Recent Posts by Judith Harvey

Synaesthesia – a multisensory experience

  I first met Jane Mackay when she had just returned to London after two years as a volunteer teaching paramedics in Papua New Guinea. Later, when I was a mature medical student, I was able to spend a couple of weeks at her practice in Walworth, one of London’s roughest areas, and her enthusiasm…
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How would you cut the NHS budget?

The NHS budget is going to be cut. Recently the Today programme asked for money-saving ideas. Here are some suggestions. Remember that health is a not a commodity and keep the market out of it. Professor Michael Sandel made the argument elegantly in the 2009 Reith lectures. Do not let direct advertising of prescription medication…
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An Imperfect Offering

In 1999 James Orbinski went to Oslo to receive the Nobel Peace Prize on behalf of Médecins Sans Frontières. Born in Britain and brought up in Canada, it was at medical school that he found a focus for his nascent humanitarianism. And immunology captured his interest. Immunology led him to HIV, and HIV – this…
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Is there such a thing as informed consent?

A patient and a doctor lying hand in hand on the operating table. That was what came to my mind as I browsed ‘Consent: patients and doctors making decisions together’, the GMC’s new guidance. Consent, it rightly says, is a process, and obtaining it is a partnership. But ultimately the dialogue has to come to…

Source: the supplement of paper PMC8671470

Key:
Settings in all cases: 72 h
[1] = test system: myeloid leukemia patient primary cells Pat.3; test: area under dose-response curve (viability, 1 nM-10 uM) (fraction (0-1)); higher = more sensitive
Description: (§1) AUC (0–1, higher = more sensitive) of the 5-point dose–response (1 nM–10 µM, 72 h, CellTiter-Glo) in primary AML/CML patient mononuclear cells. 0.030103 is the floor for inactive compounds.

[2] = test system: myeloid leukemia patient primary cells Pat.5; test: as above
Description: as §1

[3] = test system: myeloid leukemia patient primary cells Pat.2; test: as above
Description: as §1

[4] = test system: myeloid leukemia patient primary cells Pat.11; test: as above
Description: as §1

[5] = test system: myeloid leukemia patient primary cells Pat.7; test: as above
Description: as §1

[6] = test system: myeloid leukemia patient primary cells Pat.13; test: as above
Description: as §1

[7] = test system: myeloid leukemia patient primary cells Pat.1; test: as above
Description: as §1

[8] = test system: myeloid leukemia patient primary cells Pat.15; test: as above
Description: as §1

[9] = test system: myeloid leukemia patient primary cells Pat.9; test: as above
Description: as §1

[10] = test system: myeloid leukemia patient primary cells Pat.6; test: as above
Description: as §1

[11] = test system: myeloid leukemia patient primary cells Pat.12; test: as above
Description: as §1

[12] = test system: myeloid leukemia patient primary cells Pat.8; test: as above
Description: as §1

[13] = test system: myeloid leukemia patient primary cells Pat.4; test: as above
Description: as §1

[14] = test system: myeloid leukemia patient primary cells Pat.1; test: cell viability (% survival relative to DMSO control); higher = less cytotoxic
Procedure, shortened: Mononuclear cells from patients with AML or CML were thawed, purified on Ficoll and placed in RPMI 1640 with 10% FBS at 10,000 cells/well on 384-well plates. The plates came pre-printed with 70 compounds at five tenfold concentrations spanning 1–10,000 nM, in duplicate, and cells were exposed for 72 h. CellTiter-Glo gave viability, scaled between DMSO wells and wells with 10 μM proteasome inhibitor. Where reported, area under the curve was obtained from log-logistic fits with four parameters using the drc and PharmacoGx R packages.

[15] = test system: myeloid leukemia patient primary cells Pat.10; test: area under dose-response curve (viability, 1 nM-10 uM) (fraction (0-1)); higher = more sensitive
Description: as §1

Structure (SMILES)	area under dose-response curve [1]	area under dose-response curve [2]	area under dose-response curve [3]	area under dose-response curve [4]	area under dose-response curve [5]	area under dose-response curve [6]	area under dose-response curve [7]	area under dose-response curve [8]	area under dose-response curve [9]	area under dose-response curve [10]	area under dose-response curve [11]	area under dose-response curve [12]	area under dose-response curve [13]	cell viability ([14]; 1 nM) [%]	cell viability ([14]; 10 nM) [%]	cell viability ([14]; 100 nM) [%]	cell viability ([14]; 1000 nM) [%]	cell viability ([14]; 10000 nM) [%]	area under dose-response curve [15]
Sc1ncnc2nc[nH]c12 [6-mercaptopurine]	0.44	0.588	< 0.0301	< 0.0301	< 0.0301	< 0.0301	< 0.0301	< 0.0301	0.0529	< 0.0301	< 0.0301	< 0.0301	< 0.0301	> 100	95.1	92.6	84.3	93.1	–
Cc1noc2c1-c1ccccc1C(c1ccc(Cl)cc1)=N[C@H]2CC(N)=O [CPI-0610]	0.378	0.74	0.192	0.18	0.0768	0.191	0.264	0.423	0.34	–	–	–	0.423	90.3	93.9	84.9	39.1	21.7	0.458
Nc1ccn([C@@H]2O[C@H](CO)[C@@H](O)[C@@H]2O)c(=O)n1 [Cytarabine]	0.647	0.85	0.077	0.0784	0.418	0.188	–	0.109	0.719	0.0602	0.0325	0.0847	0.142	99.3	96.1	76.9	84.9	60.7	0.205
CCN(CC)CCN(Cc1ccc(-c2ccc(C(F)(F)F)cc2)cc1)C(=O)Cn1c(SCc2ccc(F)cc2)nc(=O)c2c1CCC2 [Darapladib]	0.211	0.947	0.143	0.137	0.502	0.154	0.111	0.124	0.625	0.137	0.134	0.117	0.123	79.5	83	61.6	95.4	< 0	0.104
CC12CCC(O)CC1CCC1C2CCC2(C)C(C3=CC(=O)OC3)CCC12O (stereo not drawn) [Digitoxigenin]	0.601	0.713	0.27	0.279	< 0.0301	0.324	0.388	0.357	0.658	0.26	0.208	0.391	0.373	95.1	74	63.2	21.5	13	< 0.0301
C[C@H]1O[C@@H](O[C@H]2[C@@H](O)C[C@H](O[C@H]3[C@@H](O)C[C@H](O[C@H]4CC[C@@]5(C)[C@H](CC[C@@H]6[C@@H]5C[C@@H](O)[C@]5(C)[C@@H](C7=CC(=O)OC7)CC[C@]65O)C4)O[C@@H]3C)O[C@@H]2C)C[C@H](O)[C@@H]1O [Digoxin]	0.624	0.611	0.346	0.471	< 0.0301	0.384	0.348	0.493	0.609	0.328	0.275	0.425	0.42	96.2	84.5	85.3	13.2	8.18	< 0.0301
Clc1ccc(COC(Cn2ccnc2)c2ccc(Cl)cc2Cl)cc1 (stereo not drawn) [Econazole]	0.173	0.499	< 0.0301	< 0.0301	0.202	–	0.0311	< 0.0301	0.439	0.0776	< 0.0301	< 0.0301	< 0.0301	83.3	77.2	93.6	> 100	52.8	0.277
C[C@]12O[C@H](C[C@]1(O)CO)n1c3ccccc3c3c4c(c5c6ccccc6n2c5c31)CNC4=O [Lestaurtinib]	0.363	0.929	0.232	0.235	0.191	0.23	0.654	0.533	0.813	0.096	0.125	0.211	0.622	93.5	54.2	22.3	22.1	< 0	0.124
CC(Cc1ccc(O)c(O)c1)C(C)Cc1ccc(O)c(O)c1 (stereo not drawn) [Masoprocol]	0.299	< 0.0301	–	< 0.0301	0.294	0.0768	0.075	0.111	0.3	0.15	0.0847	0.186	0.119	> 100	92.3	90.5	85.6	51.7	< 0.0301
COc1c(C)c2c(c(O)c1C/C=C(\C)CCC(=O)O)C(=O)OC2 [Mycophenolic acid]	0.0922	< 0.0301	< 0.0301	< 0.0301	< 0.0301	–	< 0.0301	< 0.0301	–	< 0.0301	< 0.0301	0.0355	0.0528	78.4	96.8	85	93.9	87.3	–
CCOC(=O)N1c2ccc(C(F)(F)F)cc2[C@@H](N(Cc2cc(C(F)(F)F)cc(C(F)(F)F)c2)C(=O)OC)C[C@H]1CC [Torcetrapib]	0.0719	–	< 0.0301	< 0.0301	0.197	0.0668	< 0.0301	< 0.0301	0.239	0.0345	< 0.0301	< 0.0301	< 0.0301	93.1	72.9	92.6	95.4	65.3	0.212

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Climate change can seriously damage your health

Almost a third of those who responded to a recent BMJ poll thought that climate change is not a matter for doctors.  Had the doubters been at the Royal College of Physicians’ conference on climate change in January, they could not have escaped the impact it will have on health. Global warming is creating an…
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The spirit catches you and you fall down

During its war in Vietnam, the USA fought a secret action against the communists in Laos. The CIA recruited the aid of the Hmong, one of Indochina’s hill tribes with little love for the Pathet Lao. Their participation cost the Hmong their lands and livelihoods, and many took advantage of American promises of reward in…
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Reading for pleasure and profit

In 1989, Iona Heath, an inner city GP in London, applied for study leave to spend three months reading novels. The Department of Postgraduate Education turned her down, but she took the three months off anyway and says it changed her life.  The experiences of characters in fiction resonate with  our own experiences, and those…
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